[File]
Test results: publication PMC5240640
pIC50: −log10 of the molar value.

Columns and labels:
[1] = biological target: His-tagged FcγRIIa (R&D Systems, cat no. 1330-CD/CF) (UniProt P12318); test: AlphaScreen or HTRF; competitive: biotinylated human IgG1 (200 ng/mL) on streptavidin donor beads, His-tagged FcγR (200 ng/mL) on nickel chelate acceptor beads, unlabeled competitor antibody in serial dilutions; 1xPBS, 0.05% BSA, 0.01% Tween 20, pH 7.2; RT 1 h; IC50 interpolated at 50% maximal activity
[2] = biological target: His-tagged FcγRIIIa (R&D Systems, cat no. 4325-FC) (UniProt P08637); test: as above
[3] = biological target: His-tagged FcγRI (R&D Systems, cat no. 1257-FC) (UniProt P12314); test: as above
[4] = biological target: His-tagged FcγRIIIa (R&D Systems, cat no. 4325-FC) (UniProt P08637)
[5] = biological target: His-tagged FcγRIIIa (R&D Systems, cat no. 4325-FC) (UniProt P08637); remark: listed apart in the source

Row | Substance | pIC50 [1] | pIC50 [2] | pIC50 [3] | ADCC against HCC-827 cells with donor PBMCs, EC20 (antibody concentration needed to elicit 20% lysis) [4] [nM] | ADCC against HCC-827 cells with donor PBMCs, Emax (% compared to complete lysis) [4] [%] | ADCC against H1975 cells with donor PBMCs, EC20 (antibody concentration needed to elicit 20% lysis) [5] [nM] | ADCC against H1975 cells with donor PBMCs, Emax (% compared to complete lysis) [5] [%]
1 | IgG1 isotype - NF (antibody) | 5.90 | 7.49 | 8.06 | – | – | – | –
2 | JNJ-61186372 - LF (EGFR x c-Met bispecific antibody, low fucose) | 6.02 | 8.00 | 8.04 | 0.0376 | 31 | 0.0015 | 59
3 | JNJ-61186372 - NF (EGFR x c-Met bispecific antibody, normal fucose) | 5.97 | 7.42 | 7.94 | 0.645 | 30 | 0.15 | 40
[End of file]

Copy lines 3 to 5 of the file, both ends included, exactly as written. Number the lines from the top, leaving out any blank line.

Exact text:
Columns and labels:
[1] = biological target: His-tagged FcγRIIa (R&D Systems, cat no. 1330-CD/CF) (UniProt P12318); test: AlphaScreen or HTRF; competitive: biotinylated human IgG1 (200 ng/mL) on streptavidin donor beads, His-tagged FcγR (200 ng/mL) on nickel chelate acceptor beads, unlabeled competitor antibody in serial dilutions; 1xPBS, 0.05% BSA, 0.01% Tween 20, pH 7.2; RT 1 h; IC50 interpolated at 50% maximal activity
[2] = biological target: His-tagged FcγRIIIa (R&D Systems, cat no. 4325-FC) (UniProt P08637); test: as above